Edison Residents File Petitions on Ordinance to Retain Public Control of Water and Sewer Systems

Edison Residents File Petitions on Ordinance to Retain Public Control of Water and Sewer Systems

If Council fails to adopt ordinance, question would go to voters

 

EDISON, NJ – Local residents and community activists announced at City Hall this morning that they have collected over 3,500 signatures on a petition that could trigger a public vote on whether the township should have permanent, public ownership, operation and management of its essential water and sewer systems.

 

If the Edison Municipal Council does not enact an ordinance in line with the petition, a ballot question would ask residents if they support a proposal to retain public control over the city’s sewer system, and restore public control over part of the drinking water system.

 

“This initiative gives Edison a chance to operate its water system in the public interest,” said Food & Water Watch organizer Junior Romero. “Privatization has proven to be costly to ratepayers across the state and the country. If the Council does not pass the proposed ordinance now being submitted by this groundswell of petitioners, the public will get the chance to decide whether or not to restore public control and oversight over these essential resources.”

 

The drive for public control of water occurred in the midst of council discussions about a controversial water privatization deal. Earlier this year, Mayor Thomas Lankey unveiled a 40-year, $811 million proposal to lease the city’s sewer system and part of its drinking water system to Suez and the Wall Street private equity firm KKR. The proposal has drawn tremendous opposition from Edison residents, who worry about substantial rate hikes, a loss of public control, and diminished service.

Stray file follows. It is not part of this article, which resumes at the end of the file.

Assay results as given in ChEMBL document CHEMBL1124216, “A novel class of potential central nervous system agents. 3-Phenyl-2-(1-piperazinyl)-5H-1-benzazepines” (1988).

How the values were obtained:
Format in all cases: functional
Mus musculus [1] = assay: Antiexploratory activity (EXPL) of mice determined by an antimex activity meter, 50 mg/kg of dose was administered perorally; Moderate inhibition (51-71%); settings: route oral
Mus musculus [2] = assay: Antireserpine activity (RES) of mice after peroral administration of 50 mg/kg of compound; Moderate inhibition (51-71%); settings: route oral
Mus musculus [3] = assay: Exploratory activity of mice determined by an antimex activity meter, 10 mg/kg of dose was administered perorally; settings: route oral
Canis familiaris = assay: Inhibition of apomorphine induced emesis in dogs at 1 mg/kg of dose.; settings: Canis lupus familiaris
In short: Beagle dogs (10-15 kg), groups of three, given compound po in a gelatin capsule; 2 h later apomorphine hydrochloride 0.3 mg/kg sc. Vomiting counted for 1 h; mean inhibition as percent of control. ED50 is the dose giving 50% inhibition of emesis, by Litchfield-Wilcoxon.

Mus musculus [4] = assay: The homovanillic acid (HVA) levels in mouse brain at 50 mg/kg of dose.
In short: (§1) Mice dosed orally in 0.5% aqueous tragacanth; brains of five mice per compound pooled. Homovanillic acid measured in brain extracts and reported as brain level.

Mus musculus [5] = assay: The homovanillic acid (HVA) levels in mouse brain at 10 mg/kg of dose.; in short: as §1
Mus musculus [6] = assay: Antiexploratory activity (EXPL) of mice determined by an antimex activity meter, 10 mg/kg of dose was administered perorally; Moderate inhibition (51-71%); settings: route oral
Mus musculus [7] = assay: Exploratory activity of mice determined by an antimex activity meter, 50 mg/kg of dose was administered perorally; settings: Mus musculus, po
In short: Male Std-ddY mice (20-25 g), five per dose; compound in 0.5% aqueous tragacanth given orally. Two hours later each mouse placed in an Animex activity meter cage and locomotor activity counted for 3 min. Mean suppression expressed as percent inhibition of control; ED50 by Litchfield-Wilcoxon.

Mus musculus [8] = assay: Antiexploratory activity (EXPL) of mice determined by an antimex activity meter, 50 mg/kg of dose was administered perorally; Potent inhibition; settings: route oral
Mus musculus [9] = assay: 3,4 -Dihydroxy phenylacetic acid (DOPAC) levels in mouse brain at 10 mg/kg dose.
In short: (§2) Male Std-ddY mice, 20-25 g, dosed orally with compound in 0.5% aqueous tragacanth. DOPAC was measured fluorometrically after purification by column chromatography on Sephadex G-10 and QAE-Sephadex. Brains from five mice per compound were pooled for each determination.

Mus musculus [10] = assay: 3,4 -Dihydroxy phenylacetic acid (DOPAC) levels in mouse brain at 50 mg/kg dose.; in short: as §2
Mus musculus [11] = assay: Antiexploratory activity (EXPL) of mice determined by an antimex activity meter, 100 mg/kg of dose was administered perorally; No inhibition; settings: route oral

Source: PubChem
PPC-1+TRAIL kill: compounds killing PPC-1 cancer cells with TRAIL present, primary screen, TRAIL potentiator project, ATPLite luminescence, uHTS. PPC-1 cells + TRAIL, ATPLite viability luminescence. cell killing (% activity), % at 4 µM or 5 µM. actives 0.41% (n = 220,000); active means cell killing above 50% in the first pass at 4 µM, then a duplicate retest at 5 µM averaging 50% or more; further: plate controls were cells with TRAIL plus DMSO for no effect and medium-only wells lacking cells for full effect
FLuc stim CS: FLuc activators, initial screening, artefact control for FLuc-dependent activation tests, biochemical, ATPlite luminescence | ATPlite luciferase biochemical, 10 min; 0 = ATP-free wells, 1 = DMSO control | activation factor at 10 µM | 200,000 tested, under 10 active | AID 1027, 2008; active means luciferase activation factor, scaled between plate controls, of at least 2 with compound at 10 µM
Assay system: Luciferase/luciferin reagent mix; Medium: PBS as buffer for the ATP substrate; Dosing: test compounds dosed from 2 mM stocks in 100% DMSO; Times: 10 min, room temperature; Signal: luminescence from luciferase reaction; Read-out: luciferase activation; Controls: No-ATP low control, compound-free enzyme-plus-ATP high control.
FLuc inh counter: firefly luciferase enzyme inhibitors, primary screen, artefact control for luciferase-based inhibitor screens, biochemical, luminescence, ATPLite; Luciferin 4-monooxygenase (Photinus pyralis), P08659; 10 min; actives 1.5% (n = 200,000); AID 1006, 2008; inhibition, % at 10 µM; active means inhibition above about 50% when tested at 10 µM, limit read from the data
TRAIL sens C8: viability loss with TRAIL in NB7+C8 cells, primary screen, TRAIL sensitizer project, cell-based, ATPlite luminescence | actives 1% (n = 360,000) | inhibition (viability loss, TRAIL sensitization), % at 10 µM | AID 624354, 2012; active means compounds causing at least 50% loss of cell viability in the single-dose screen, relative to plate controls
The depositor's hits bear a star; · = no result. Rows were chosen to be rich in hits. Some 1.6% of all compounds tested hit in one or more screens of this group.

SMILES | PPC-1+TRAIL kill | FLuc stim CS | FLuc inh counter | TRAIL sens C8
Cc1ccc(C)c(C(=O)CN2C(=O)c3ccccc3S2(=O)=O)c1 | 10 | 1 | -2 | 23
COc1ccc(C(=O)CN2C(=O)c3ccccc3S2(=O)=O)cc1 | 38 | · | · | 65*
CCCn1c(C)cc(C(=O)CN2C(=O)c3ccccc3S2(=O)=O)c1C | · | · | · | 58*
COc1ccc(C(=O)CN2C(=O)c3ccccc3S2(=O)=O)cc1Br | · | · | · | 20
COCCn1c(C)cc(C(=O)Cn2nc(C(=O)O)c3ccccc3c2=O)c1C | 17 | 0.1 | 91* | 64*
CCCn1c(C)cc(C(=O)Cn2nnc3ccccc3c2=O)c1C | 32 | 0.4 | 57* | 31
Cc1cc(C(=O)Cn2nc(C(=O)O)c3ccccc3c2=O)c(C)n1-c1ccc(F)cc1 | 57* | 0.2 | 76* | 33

“We urge the township council to delay its decision on the Suez concession deal until we, the voters, have had a chance to decide the future of our water and sewer systems at the ballot,” said Edison community leader Keith Hahn. “It would be irresponsible for the township to invest more resources into pursuing a deal that could be invalidated at special election. It’s our water, our vote.”

 

The proposed deal resembles similar concession arrangements with the City of Bayonne, New Jersey, and Borough of Middletown, Pennsylvania, with Suez and KKR, where municipal officials were caught off guard by unexpected water rate increases.

 

In April, the City Council voted 5-2 to reject a proposal to put the Suez deal to a public vote. Instead, residents gathered the necessary signatures required to protect public ownership and control of the sewer and water systems, regardless of the specifics of the proposed agreement.

 

The water and sewer systems are assets that the citizens do not desire to lease, sell, or outsource to a private company, and advocates point out maintaining public operation and management will ensure greater transparency and public control.

 

 

 

Food & Water Watch mobilizes regular people to build political power to move bold and uncompromised solutions to the most pressing food, water and climate problems of our time. We work to protect people’s health, communities, and democracy from the growing destructive power of the most powerful economic interests.

 

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